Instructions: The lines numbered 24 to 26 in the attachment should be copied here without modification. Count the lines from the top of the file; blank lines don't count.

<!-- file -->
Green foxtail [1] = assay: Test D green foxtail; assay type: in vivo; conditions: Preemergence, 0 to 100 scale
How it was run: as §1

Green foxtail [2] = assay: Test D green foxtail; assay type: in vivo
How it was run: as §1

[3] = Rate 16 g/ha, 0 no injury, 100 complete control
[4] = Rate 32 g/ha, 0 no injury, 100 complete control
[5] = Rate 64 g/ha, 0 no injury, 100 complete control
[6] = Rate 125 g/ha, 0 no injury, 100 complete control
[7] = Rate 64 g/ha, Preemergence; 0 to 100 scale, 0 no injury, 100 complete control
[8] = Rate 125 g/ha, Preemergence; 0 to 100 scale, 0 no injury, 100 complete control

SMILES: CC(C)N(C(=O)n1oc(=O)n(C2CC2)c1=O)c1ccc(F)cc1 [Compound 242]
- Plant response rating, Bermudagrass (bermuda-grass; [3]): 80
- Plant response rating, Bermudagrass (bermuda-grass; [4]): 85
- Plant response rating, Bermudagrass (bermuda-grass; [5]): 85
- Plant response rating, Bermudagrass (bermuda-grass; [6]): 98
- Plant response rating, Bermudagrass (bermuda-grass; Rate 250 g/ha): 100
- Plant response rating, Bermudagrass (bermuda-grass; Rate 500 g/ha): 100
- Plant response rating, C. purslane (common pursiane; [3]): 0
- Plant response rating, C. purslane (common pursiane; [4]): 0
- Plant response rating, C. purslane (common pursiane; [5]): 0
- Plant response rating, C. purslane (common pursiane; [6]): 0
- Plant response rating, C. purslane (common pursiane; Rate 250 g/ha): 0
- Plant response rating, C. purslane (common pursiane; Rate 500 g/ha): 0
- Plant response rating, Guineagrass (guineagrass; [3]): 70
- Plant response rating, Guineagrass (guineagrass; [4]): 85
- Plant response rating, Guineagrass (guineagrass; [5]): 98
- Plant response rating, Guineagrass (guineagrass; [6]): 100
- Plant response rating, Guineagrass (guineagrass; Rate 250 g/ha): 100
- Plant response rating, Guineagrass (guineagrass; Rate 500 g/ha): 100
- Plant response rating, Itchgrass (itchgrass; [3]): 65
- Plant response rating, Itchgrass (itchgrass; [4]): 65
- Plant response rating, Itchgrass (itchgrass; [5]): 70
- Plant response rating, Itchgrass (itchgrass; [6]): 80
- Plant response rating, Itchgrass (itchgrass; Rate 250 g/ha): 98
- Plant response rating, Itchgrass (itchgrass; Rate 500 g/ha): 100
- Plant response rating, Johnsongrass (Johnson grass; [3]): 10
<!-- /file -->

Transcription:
- Plant response rating, Guineagrass (guineagrass; [3]): 70
- Plant response rating, Guineagrass (guineagrass; [4]): 85
- Plant response rating, Guineagrass (guineagrass; [5]): 98